White background with orange and yellow watercolour marks and the outline of a student working on a laptop.

Lesson 3: Blended online model


Blended learning models, such as the blended online model, occur when “face-to-face and online environments are strategically integrated to meet students’ needs across environments and in-class time is replaced with, or supplemented by, pedagogically advantageous online activities”  (Joosten et al., 2020, p. 25). 

The blended online model is the inverse of the blended face-to-face model. In this model, learning occurs predominantly online. Practical activities such as guest lectures or labs take place in-class (Cleveland-Innes et al., 2018). 

Blended online model


Selecting a blended online learning model depends on the context: 

Student learning

Which skills and competencies can be introduced, refined, and reviewed in the online environment and then practiced in the face-to-face component?


How can the subject matter be taught online and then best supported through hands-on learning in person?

Class size

How will the class size influence the way content, activities and assessments are planned for online delivery and supplemented with in-class applications? 

Course level

How does the course level impact the breadth, depth of content and expectations of students working predominantly online with structured face-to-face activities?

Core elements of blended online design

Blended online design focuses learning in the online environment with opportunities to develop further skills with practical face-to-face activities. Consider how pedagogy, technology and the learners are integrated into a blended online course design to maximize engagement and student performance. 

The blended online design incorporates a learner-centered approach that is accessible and can be personalised.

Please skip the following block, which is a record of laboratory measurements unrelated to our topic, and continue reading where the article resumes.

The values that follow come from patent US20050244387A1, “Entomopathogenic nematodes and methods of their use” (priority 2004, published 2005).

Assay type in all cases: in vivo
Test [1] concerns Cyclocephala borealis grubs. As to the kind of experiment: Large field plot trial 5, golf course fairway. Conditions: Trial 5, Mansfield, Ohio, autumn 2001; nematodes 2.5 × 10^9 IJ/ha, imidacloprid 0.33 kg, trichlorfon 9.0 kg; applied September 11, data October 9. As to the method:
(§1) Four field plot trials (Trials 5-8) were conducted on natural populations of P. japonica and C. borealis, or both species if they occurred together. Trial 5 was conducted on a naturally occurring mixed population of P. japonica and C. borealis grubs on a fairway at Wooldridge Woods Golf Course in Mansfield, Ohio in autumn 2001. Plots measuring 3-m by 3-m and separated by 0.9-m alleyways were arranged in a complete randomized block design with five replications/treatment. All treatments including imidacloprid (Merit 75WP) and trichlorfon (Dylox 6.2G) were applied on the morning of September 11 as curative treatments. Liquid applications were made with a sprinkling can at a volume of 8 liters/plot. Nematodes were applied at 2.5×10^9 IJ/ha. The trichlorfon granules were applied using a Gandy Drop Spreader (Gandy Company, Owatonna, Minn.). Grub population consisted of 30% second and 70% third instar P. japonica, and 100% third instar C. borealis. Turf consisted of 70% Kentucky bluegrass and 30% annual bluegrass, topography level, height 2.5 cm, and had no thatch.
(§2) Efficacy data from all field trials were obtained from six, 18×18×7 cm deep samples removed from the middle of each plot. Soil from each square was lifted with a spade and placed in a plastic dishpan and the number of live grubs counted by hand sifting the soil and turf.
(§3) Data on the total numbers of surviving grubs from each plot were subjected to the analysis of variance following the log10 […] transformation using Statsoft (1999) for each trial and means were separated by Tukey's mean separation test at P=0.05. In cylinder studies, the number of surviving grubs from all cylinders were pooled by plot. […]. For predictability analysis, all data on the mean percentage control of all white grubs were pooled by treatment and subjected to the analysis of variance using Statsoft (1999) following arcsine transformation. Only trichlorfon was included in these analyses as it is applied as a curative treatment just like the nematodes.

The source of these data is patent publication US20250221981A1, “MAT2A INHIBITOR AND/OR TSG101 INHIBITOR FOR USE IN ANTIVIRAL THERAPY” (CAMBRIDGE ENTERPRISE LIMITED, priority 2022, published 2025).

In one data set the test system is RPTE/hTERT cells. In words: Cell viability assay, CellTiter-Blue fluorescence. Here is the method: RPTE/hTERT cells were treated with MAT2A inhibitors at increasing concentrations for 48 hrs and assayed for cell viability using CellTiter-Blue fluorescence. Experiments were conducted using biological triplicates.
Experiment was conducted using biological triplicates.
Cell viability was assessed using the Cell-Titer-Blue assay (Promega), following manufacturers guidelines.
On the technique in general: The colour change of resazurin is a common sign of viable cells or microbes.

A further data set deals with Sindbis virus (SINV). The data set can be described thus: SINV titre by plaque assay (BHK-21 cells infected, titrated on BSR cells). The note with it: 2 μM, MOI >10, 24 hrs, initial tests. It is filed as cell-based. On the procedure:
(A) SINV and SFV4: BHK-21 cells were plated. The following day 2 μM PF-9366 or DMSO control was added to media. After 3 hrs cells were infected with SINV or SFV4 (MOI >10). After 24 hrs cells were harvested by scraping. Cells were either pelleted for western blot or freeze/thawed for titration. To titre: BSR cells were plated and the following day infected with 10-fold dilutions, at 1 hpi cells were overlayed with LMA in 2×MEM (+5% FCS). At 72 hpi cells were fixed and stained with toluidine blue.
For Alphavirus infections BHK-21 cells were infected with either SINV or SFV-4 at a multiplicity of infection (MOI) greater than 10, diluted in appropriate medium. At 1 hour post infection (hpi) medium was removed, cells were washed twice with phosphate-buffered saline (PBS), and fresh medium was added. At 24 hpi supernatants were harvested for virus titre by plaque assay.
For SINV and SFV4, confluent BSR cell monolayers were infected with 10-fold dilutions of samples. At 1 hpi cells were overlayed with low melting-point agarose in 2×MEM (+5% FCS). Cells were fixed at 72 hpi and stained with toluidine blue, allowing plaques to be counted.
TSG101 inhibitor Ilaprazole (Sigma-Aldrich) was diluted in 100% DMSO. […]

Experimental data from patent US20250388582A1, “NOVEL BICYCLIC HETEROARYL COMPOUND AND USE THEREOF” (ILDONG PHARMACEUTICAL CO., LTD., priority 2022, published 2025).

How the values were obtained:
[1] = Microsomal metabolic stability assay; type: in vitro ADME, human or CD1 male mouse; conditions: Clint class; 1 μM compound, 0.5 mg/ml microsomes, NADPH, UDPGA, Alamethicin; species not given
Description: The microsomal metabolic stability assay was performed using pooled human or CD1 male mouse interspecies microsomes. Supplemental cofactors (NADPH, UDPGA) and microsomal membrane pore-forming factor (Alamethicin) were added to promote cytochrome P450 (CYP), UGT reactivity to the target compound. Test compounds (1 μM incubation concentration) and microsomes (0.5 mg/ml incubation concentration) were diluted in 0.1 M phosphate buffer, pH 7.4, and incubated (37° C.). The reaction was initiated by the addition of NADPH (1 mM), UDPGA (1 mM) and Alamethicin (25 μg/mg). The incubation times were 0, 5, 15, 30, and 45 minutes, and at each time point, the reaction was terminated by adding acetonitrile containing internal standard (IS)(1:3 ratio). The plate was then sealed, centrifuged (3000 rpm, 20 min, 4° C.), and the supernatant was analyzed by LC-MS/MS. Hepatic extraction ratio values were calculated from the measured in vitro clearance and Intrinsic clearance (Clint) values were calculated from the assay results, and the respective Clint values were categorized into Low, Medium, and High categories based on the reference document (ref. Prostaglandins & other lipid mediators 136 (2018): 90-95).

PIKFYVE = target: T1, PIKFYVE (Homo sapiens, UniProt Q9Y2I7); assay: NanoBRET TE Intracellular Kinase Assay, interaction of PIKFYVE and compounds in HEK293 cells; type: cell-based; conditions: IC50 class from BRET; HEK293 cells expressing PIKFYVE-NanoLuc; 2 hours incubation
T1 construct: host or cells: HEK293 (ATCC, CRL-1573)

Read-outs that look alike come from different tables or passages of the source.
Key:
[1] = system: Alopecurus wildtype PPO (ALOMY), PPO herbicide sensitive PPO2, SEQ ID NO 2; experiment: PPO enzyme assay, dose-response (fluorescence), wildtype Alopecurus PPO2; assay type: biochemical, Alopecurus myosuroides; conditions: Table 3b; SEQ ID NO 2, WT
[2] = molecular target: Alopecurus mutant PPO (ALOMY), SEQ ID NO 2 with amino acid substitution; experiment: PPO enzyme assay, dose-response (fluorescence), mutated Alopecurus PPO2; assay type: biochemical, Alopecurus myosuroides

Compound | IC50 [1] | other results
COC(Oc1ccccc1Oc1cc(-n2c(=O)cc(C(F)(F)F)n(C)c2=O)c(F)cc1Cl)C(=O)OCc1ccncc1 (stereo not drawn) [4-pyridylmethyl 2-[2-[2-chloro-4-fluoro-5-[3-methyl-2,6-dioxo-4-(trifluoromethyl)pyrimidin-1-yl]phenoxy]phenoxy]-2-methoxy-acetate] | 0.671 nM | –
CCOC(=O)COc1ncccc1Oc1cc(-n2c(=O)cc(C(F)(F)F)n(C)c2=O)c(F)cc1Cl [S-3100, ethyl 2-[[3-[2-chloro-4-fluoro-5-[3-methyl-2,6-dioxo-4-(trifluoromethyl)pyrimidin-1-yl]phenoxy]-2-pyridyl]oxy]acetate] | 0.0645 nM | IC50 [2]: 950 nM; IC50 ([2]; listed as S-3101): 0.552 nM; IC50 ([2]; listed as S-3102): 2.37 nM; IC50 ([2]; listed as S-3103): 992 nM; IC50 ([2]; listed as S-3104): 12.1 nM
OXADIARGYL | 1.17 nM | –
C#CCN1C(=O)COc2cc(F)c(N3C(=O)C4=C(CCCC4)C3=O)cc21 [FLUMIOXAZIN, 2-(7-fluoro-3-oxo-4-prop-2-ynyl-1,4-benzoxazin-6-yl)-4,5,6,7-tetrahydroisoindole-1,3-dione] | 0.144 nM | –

For example, include opportunities for students that support collaboration and community-building such as whole class discussions that begin online, supported by a lab simulation in-class and culminating in a group project. 

In a blended online model, learning technologies are key to student success. Select technological tools that allow the students to connect with the content, engage in peer interactions and communicate with the instructor.  

For example, upload content videos for students to preview online, assign pairs to create an infographic that demonstrates critical thinking on the topic and present these assignments to the class for feedback from the instructor.

Keep learners in mind when organizing your blended online course. Learners benefit from clear expectations, intentional course design and frequent communication. This will reduce student anxiety, help them better understand their learning process, and facilitate their time management (Nilson et. al, 2021).  

For example, communicate regularly with students online and post course announcements, syllabus and group feedback online.

Put into practice

Use the following Online Course Design Checklist as a guide before your online course is opened to students, as reminders for you throughout the semester, and as a review at the end of the course.

Learn more

Lesson checklist

  • Identify the core elements of blended online design 

  • Determine key considerations for learning activities

  • Distinguish types of assessments for blended online models


More lessons

White background with red, gold and pink watercolour marks and the outline of a group of students working on a laptop together.

Lesson 4: Flipped model

White background with orange, gold and teal watercolour marks and the outline of two students looking at a book together and a girl working on a laptop by herself.

Lesson 5: Rotational model

White background with gold and orange watercolour marks and the outline of two students in a classroom setting.

Lesson 6: Summary